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[Doing Biz in Korea] Too many ‘pure’ Korean regulations here: ECCK president

April 25, 2018 - 17:19 By Shin Ji-hye
The Korea Herald is publishing a series of features and interviews on South Korea’s business environment for foreign companies and investors. This is the sixth installment. -- Ed.

South Korea should get rid of “too many pure Korea regulations” that hamper trade, and fully utilize the benefits of its free trade deals, according to the president of the European Chamber of Commerce in Korea.

“Sometimes, European companies hesitate to launch their new products here because there are too many ‘pure Korean regulations’ in Korea,” said Christoph Heider, president of the European Chamber of Commerce in Korea, in an interview with The Korea Herald. 

“Pure” regulations refer to those that only exist in Korea, he said.

Heider has been the president of the ECCK since 2013 after serving as chief financial officer for Bayer Korea, a local unit of the German pharmaceutical firm, in Seoul.

He cited the Korean automobile sector, where European cars account for nearly 80 percent of the total number of imported cars.

“Korea has a rule that there should be space of higher than 12 centimeters between the lowest part of a vehicle -- except tires -- and the ground area,” he said.

Christoph Heider, president of the European Chamber of Commerce in Korea (Park Hyun-koo/The Korea Herald)

The rule remains, though it was made decades ago when road conditions were tougher. Due to this rule, some high-performance cars made in the US and Europe are not able to be sold here, limiting consumer choice, he said.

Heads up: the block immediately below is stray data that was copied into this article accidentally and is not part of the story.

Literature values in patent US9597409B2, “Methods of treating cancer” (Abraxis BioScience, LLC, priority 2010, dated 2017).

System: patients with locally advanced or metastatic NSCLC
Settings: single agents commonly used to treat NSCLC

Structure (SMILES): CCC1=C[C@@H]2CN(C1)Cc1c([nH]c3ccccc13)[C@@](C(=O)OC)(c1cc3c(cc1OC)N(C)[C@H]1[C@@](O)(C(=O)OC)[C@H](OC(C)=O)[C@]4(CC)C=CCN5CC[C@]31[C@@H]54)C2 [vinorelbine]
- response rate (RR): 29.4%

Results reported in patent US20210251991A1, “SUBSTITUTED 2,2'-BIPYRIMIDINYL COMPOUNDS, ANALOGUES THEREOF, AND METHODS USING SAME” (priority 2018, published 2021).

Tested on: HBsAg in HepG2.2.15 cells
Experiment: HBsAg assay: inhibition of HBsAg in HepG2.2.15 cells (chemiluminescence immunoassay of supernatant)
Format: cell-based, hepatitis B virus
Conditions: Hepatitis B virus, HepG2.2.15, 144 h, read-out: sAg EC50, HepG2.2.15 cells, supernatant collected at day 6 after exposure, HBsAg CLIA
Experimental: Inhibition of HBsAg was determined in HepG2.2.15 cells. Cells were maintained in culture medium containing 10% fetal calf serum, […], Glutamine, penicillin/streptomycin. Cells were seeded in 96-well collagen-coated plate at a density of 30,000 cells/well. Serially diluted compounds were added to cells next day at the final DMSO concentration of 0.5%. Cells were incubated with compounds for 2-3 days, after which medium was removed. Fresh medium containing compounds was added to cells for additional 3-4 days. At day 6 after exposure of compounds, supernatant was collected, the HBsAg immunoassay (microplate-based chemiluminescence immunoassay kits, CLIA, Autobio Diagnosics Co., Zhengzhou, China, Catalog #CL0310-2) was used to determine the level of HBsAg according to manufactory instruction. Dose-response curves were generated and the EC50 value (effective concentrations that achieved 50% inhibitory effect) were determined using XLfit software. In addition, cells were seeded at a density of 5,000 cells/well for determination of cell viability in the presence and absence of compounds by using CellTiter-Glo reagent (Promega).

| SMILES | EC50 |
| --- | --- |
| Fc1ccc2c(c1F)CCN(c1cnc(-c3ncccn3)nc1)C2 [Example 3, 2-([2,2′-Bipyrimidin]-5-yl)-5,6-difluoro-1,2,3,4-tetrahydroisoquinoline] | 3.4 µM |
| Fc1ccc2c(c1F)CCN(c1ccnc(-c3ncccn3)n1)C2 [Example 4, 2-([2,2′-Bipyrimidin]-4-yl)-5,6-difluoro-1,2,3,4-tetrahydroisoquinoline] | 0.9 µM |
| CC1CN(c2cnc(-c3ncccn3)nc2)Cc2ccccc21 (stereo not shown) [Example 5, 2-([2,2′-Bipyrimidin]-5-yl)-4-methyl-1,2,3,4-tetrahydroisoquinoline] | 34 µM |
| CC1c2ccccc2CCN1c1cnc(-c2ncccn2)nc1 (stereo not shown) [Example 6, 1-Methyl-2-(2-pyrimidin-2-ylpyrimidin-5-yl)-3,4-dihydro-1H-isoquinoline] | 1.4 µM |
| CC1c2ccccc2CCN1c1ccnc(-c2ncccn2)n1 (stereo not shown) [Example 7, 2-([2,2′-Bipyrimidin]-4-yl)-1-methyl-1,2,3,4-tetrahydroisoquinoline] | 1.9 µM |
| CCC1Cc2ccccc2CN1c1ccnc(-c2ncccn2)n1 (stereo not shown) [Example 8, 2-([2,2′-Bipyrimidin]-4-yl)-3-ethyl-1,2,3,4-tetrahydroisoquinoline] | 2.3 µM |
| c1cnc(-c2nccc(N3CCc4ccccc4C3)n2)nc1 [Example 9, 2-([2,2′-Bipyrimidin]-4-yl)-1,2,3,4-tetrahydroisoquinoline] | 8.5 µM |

The Korean government is currently reviewing the regulation by comparing it with other nations, upon the suggestion of the ECCK and the European Commission, he added. 

Another issue raised by the ECCK is related to imports of trucks and buses that have a width slightly wider than those set by Korean regulations.

“In Europe, the width of trucks and buses is 2.55 meters, while it is 2.5 meters in Korea. Due to the difference of 0.05 meters, European truck and bus makers cannot provide their full range in the Korean market,” he said.

“Although the issue was addressed multiple times by us, we never received proper explanation why 2.5 meters should be maintained,” he said.

The Transport Ministry, meanwhile, told The Korea Herald that the difference is due to Korea’s narrower roads and that foreign exporters are currently entering Korea by remodeling their cars. 

In light of growing trade protectionism and a tougher tug-of-war between major economic players, the Korean government recently said that 50,000 American cars do not have to pass Korean safety standards once they comply with US standards. The change was made during negotiations to revise Korea’s free trade deal with the US.

European cars, however, would still have to pass Korean standards, though their test standards are very similar to those of the US, Heider said.

Other industries also show similar phenomenon, for example, the food sector.

For instance, Korea does not allow inclusion of phrases promoting awards on the labels of alcoholic beverages although records of winning prestigious awards are sometimes critical to promoting their products.

So, when foreign wine makers import their products to Korea, they have to put stickers on labels of every product to hide the phrase of awards.

“This has caused discontent among the foreign firms and we have asked the government over the last few years to relax the regulations. The government is now reviewing the rules,” he said.

Heider said the pure Korean regulations may harm both foreign firms and Korean exporters, which account for the bulk of Korean economy.

For foreign companies, they should learn about Korea’s specific regulations which cost them. For Korean companies, they also have to learn newly European regulations when exporting their products.

“This is why we believe international regulations are a win-win situation for all.”

By Shin Ji-hye (